“She’s … even … talking like one,” Dad wheezes out through his laughter.

I screw my face up and flick my spare hairband at him. It hits his paper and falls to the floor. Mom rolls her eyes, sighs, and announces she’s going to work in the office. Dad winks at me, and I smile.

“Hey, Dad?”

“What?”

“Thank you.”

“You do realize I just emb
arrassed you, don’t you?” He frowns at me.

“Yeah. But I kinda liked it. It’s the thing a parent of a normal person would do, you know? You’ve never treated me like glass like Mom does sometimes.”

“Normal is overrated. Now, go and dance with your hot British boy.”

“Blake,” I call over my shoulder. “His name is Blake.”

“Eh, same thing.”

I shake my head and push the door open.
Blake is leaning against the
barre
, his arms folded across his chest, he smirks at me as soon as I shut the door.

“Hot British G
uy, huh?”

“I so did not say that,” I lie, turning away. “It was Maddie.”

“I’m starting to think she had an ulterior motive for coming to that dance class.”

“Do you watch a lot of movies
or something? ‘Cause you’re so wrong.”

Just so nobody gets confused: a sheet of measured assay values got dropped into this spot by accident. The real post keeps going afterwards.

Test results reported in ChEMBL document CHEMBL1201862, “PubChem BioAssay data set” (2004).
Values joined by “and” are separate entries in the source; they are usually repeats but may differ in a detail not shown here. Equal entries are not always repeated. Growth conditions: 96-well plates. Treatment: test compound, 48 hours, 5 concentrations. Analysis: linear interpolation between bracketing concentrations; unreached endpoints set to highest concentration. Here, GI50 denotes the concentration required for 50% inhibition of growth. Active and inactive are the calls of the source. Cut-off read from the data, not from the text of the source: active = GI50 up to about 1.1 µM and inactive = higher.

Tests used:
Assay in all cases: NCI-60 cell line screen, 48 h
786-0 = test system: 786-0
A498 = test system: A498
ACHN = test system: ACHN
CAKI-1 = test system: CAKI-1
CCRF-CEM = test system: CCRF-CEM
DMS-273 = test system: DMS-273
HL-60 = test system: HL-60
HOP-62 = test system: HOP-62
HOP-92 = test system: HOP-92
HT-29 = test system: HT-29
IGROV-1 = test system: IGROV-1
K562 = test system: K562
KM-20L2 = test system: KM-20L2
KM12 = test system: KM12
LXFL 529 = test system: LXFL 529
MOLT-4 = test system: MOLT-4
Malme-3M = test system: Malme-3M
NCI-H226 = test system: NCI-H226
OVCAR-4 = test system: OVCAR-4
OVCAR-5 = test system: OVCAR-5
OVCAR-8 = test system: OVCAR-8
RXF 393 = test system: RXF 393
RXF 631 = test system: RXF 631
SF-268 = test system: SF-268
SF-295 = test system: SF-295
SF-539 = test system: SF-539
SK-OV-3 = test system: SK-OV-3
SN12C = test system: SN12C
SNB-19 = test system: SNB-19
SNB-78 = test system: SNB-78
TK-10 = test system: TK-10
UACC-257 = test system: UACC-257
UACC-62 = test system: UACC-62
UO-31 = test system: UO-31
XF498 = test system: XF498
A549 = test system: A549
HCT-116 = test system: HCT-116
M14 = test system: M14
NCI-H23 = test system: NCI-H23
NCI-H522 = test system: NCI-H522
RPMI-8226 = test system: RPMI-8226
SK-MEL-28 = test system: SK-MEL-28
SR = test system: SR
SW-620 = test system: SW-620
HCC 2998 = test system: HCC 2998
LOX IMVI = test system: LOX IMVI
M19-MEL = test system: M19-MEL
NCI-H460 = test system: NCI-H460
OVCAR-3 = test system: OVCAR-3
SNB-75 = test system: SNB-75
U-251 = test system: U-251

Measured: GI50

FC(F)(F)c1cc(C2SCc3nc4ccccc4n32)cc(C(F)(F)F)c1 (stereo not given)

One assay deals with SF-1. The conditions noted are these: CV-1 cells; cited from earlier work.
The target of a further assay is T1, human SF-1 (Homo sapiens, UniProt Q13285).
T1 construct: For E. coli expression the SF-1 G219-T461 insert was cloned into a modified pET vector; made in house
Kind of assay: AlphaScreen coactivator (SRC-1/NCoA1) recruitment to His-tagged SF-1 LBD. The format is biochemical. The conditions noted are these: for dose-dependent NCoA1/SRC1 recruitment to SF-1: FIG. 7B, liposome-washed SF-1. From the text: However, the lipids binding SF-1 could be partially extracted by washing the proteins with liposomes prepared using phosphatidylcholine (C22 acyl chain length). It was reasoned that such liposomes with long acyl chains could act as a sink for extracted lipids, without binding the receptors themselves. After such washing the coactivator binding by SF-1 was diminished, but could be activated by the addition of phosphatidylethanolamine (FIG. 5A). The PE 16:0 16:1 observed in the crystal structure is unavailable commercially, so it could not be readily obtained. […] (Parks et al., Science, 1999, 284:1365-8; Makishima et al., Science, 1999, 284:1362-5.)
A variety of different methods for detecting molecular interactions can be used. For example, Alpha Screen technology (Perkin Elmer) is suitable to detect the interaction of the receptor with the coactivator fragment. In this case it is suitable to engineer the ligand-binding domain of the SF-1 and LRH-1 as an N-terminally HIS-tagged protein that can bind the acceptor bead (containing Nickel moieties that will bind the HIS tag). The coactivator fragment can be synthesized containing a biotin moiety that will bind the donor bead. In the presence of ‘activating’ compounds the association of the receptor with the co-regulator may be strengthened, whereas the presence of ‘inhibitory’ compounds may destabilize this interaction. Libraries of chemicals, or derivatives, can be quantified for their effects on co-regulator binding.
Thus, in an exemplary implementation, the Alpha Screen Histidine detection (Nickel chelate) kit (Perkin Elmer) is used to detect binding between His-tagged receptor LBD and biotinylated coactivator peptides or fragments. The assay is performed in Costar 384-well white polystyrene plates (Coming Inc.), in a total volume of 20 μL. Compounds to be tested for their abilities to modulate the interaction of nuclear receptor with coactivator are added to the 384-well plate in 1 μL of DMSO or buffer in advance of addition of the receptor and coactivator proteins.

“Mhmm.”

He’s standing right behind me, just a whisper of space between us. I swallow the bubble that rises in my throat and try to relax. His body moves to the side of me, and he places his hands on my stomach and waist. I move
en pointe,
knowing dance is the only way I’ll be able to combat the uncertainty and anxiousness rising in my mind.

I focus on the dance instead of the feel of his hands against my body with only a thin piece of material separating his palms and my bare skin. I focus on the positioning of my legs and arms instead of the warmth of his breath across my ear and neck. And I focus on the next step instead of the subtle change of fear to something almost unrecogn
izable to me. Something that makes me want to run away and stay. Something that makes me want to push him away and pull him closer.